Same argument. The allegation must be proved, not disproved. You would have to prove (as in: provide evidence that it is reasonable to conclude) that Manning believed that her actions would encourage or assist in the commission of terrorist offences.
I'm hoping that Manning will soon sink into obscurity so that she can be let out quietly in the next decade, and start a new life somewhere far away from the madding crowd, an ordinary woman at peace with herself and her place in the world.
Obama has been somewhat disappoint. Sure, we finally got a Black dude in the White House, and it's nice to hear a US President speak who can actually string a coherent sentence together. But his attempts to improve health care notwithstanding, his track record on Gitmo, foreign policy and on civil rights has been fairly dismal.
Its not the same argument at all, before the 2007 act you would need to "prove" beyond all reasonable doubt before someone would be sentenced to serve time in jail.
The Serious Crime Act 2007 changed the burden of proof need before someone would be jailed from beyond all reasonable doubt, to reasonable to believe. The following sums up why the 2007 act is such a bad idea...
You'd still have to submit evidence on which that reasonable belief is based.
You seen to be confusing legal terms, first you mention "proof" now you say "evidence" the two terms mean totally different things.
Either way there are 700,000 pieces of evidence that could be used as proof on wiki leaks.
A few posts above I defined my terms of proof in the legal sense --which means evidence to support the allegation.
The 700000 documents are in and of themselves not evidence of motivation (i.e. his beliefs or expectations around encouragement), only of his actions.
Evidence doesn't mean "that it is reasonable to conclude" as you defined it.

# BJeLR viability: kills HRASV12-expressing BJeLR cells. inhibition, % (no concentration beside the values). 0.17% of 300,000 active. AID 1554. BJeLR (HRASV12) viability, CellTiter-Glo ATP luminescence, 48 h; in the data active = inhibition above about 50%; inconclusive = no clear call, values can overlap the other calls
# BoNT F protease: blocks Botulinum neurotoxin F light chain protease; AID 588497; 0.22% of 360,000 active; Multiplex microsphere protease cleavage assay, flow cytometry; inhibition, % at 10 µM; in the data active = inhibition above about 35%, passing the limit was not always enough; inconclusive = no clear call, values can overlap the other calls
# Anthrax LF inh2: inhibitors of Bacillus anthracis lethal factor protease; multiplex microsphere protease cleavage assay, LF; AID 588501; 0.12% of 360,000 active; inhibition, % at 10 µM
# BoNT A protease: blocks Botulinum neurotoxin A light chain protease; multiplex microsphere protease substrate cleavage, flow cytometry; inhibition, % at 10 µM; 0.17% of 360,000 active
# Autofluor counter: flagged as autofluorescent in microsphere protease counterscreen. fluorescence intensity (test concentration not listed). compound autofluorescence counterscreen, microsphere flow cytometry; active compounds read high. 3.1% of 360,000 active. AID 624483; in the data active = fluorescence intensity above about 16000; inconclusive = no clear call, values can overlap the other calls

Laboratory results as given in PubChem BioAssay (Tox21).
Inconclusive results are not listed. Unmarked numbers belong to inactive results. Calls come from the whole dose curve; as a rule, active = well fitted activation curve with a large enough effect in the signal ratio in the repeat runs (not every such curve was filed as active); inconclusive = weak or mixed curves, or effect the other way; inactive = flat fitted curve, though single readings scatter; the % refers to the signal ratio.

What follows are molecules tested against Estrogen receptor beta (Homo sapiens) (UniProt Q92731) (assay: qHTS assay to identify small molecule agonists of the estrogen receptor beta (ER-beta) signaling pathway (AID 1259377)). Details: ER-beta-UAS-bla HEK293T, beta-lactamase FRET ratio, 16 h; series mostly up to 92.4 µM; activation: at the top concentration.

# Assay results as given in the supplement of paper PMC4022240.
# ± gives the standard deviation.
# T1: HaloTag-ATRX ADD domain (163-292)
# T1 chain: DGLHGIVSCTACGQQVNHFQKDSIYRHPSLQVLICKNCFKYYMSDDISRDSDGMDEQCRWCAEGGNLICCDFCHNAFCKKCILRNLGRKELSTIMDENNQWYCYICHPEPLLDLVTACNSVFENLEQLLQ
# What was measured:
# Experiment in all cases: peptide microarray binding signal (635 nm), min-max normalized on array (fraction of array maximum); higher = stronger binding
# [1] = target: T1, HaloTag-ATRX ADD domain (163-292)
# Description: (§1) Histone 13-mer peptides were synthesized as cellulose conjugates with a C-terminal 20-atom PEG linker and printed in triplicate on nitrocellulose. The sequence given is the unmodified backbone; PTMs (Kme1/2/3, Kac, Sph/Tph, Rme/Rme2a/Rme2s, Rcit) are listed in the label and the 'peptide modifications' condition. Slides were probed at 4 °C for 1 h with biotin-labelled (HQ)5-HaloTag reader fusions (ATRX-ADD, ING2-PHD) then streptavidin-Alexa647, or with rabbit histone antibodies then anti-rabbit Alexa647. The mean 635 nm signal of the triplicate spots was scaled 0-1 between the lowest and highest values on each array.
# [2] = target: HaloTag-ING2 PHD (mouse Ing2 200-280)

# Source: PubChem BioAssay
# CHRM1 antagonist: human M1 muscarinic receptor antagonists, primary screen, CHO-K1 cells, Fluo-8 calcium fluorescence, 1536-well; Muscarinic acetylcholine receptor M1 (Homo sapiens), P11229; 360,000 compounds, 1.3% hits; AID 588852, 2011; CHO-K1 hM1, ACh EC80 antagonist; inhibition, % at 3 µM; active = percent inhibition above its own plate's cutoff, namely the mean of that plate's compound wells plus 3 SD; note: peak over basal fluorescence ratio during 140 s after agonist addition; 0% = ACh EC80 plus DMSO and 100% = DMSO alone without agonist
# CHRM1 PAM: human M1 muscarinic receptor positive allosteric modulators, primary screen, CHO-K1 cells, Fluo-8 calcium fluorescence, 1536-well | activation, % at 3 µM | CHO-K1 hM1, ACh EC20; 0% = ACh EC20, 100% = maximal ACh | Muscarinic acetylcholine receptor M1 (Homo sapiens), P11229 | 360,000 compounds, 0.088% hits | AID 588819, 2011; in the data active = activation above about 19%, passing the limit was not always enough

Evidence is any matter of fact that a party to a lawsuit offers to prove or disprove an issue in the case.
Evidence is a narrow term describing certain types of proof that can be admitted at trial, In the case of Manning that fact would be that he leaked 700,000 classified documents.
Evidence is different from proof, in that proof is the establishment of a fact by the use of evidence. Anything that can make a person believe that a fact or proposition is true or false. It is distinguishable from evidence in that proof is a broad term comprehending everything that may be adduced at a trial, whereas evidence is a narrow term describing certain types of proof that can be admitted at trial.
The 2007 act replaced the common law crime of incitement that would need to be proved beyond reasonable doubt, with the offence of encouraging or assisting a crime, and that only needs to be proved that its reasonable to believe.
You are arguing semantics now.
Evidence supports establishment of fact.
Establishing fact = it is reasonable to believe that the fact is true (in case or the 2007 Act).
Evidence therefore supports that it is reasonable to believe (or conclude) that etc.
Again, you would have to prove that it is reasonable to believe that Manning believed or expected to encourage terrorist crime by his actions. You would therefore have to submit evidence that supports that it is reasonable to believe this inference of his motivations, which is a different thing from establishing his actions.
You are going on correspondent inference: the (perceived!) most likely consequence of an action must have been its intention. This is a logical reasoning error (made a lot by people in daily life) and can be shot down. But you also have to submit evidence to support the reasonableness of your inference of his motivations. You have to prove the reasonableness of your beliefs about what he was thinking at the time, going up against the evidence of his own statements of what he was thinking (made in confidence) at the time. Basically: you have to prove that it is reasonable to believe that he was lying about his motivations at the time. Good luck with that.